ASA rules that Paddy Power radio ad is misleading due to unclear presentation of significant conditions

United KingdomScotland

On 9 March 2022, the Advertising Standards Authority (ASA) ruled against PPB Counterparty Services Ltd (trading as Paddy Power), finding that material information customers require in order to make an informed decision was not presented to listeners in a clear and intelligible manner. In this case, material information concerning the conditions of an offer were spoken in a lower volume than the earlier part of the ad and at a much faster pace, leading to a conclusion by the ASA that the ad was misleading.

The Advert

The radio ad in question comprised of a conversation between a man called Paddy from the “PaddyPower Support Line” and a man calling in, called Graham, about football around Christmas time. In the ad, Graham makes a call to the PaddyPower Support line because he is concerned that “it's the work Christmas party, the 5-a-side drinks, school days, dinner”, which “makes it very hard to watch all the football”. A voiceover then says “Premier League is non-stop this December so make the most of it with Paddy Power's Bet Builder offer. Get money back as a free bet if one leg of your Bet Builder lets you down”.

At the end of the ad, the voiceover goes on to say “pre match online bet builder bets only. Min odds one to five per leg. Min four plus legs. Max free bet £10 per day. Excludes enhanced match odds. T's & C's apply. 18+.”

The complainant considered that the terms and conditions at the end of the ad were spoken too quickly and in a much lower tone, so as to make them unintelligible and therefore misleading.

The ASA Ruling

It was concluded by the ASA that the ad breached the BCAP Code rules 3.1-3.2 and 3.10-3.11 (available here) which respectively provide that adverts must not mislead customers and that any qualifications must be presented clearly.

The ASA considered that the following information about the bet was material information and therefore should have been presented to listeners in a clear and intelligible manner:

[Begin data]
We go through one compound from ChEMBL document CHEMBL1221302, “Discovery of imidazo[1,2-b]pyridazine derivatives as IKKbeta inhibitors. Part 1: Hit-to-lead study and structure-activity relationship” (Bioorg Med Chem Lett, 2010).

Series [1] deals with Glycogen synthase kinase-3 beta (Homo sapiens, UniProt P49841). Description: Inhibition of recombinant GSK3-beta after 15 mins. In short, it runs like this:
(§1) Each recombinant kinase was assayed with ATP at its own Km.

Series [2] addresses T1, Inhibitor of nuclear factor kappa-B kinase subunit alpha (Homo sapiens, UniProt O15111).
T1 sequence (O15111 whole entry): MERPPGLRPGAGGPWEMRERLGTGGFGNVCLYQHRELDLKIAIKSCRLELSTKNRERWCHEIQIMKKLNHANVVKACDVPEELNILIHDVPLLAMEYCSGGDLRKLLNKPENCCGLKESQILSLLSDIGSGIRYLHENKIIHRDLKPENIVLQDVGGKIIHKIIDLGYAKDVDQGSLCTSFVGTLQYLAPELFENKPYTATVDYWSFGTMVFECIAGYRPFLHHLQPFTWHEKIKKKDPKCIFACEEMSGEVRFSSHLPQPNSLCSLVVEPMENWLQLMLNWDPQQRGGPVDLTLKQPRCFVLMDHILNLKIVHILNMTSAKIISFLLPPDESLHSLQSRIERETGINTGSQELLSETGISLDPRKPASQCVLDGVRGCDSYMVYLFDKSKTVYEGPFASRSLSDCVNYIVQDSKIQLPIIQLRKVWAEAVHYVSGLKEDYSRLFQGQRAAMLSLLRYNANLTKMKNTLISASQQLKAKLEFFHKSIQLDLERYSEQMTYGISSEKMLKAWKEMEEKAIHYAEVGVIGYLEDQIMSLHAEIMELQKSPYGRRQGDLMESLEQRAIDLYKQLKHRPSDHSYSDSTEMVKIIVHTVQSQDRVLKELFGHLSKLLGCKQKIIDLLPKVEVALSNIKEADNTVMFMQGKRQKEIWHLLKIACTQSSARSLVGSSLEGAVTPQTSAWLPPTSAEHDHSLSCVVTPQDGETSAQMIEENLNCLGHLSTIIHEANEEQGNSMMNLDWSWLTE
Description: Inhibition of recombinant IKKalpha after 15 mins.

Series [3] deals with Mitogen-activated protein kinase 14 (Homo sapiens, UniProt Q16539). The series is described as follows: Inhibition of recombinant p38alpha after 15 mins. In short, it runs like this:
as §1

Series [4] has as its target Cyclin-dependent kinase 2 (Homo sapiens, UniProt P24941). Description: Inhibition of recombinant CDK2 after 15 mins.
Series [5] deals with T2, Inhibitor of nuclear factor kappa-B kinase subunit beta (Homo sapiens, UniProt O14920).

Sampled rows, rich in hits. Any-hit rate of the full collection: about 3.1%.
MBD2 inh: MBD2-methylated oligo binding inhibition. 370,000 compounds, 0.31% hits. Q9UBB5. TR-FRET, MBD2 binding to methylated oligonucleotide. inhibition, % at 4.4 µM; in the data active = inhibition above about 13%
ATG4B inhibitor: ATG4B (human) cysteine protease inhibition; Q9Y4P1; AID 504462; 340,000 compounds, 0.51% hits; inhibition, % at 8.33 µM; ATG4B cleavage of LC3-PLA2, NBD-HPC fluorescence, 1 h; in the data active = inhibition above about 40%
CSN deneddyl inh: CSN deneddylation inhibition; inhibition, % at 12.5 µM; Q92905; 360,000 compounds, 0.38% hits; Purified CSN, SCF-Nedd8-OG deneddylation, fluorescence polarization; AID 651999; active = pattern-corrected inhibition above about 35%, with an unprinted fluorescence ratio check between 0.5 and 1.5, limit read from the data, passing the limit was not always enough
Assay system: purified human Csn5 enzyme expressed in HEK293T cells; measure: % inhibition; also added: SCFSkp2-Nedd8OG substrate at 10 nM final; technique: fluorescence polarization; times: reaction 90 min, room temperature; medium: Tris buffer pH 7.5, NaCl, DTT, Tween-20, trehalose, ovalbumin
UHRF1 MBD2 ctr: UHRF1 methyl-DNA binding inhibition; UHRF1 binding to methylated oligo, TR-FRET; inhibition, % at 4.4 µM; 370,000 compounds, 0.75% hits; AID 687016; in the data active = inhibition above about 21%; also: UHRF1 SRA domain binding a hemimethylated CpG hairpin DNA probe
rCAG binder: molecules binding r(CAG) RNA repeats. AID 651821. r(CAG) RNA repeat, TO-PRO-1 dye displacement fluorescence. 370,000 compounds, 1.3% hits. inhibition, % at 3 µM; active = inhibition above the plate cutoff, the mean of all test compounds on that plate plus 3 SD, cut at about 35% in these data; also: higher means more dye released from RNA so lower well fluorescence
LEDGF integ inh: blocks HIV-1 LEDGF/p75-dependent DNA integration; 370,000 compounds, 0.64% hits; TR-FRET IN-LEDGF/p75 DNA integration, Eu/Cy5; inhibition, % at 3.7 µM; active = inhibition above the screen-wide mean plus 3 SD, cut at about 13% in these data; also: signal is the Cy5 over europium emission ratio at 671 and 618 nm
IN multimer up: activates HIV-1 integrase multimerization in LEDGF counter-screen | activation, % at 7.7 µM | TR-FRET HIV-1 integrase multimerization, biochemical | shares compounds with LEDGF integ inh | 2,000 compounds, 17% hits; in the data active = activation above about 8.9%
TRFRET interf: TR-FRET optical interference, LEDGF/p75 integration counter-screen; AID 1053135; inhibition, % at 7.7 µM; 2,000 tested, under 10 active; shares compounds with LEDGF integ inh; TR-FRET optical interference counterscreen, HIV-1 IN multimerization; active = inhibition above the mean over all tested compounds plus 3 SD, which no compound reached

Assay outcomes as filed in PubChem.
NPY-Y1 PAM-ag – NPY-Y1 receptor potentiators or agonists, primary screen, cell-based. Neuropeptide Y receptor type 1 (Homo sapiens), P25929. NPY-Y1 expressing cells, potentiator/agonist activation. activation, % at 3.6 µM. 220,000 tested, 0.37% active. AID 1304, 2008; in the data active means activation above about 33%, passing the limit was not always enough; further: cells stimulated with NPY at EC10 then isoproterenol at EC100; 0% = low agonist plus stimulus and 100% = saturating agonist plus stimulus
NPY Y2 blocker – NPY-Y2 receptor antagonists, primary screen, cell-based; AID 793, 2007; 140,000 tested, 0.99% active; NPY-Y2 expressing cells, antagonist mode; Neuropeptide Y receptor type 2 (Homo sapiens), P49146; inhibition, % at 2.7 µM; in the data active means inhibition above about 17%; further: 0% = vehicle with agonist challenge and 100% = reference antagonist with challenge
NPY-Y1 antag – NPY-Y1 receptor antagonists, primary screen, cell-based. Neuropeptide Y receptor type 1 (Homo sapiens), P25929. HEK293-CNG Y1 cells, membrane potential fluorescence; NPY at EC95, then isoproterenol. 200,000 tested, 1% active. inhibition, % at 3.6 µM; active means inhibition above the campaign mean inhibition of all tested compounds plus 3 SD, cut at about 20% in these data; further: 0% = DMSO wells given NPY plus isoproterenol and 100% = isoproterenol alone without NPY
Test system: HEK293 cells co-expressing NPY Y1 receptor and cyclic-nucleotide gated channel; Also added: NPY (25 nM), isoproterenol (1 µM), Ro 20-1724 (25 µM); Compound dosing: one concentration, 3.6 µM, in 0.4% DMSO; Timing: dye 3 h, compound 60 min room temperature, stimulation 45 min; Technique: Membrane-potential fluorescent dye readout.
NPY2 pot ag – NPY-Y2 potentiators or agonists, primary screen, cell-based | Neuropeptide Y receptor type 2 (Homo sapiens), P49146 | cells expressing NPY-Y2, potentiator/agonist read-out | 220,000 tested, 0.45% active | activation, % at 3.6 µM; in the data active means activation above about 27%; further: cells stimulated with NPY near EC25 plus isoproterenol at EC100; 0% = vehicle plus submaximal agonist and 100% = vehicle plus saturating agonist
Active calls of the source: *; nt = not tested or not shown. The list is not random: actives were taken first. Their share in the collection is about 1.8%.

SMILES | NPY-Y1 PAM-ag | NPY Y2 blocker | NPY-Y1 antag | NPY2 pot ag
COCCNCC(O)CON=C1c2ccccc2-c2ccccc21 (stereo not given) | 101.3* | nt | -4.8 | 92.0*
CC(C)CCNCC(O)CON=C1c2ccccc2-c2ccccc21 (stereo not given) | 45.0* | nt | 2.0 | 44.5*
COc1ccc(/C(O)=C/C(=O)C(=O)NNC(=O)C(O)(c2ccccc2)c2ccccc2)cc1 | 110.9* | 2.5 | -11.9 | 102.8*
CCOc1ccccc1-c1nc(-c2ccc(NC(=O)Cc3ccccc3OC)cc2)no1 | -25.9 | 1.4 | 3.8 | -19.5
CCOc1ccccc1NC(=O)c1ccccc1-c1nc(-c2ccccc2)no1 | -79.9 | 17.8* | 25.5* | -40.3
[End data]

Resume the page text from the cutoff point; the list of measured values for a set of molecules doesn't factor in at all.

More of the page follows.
• The offer applied to pre-match online bets only that were made up of four legs;
  • All legs needed minimum odds of one to five;
  • The offer excludes enhanced matched odds; and
  • The maximum free bet was £10 per day.

As this material information was communicated in the ad at a much lower volume than the rest of the ad and at a faster pace, the ASA considered that listeners would not have been able to absorb this key content and therefore the ad was misleading.

Key takeaways

In the context of broadcast (TV and radio) ads, the ASA has focused its guidance on TV ads. Whilst not directly applicable to radio ads, the ASA’s guidance on the use of superimposed text in television advertising (available here) provides useful principles to assist advertisers.

In particular, the ASA will consider the effect of the significant terms from the point of view of the average consumer (e.g. well-informed and reasonably observant). The ASA will also generally consider the terms in the context of the wider ad.

It is therefore important in radio ads that the reading of the significant terms is sufficiently similar to the main body of the ad, and that such terms are not communicated more quickly or more quietly so that a reasonable person could not absorb them and understand them.

Co-authored by Rosanna Gilbey